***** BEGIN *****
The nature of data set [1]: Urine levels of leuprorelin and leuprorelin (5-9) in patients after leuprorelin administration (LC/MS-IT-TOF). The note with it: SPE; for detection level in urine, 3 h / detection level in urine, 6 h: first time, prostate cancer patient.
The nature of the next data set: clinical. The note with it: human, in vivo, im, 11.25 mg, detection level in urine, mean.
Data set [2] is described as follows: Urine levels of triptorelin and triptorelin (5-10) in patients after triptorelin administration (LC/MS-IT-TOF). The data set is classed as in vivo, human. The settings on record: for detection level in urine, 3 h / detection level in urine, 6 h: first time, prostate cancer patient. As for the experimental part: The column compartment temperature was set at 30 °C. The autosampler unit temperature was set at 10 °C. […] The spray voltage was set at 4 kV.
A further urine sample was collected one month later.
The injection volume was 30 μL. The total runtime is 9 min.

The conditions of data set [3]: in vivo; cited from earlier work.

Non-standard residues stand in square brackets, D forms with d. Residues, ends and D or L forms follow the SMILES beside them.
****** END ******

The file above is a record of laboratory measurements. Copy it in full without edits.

The nature of data set [1]: Urine levels of leuprorelin and leuprorelin (5-9) in patients after leuprorelin administration (LC/MS-IT-TOF). The note with it: SPE; for detection level in urine, 3 h / detection level in urine, 6 h: first time, prostate cancer patient.
The nature of the next data set: clinical. The note with it: human, in vivo, im, 11.25 mg, detection level in urine, mean.
Data set [2] is described as follows: Urine levels of triptorelin and triptorelin (5-10) in patients after triptorelin administration (LC/MS-IT-TOF). The data set is classed as in vivo, human. The settings on record: for detection level in urine, 3 h / detection level in urine, 6 h: first time, prostate cancer patient. As for the experimental part: The column compartment temperature was set at 30 °C. The autosampler unit temperature was set at 10 °C. […] The spray voltage was set at 4 kV.
A further urine sample was collected one month later.
The injection volume was 30 μL. The total runtime is 9 min.

The conditions of data set [3]: in vivo; cited from earlier work.

Non-standard residues stand in square brackets, D forms with d. Residues, ends and D or L forms follow the SMILES beside them.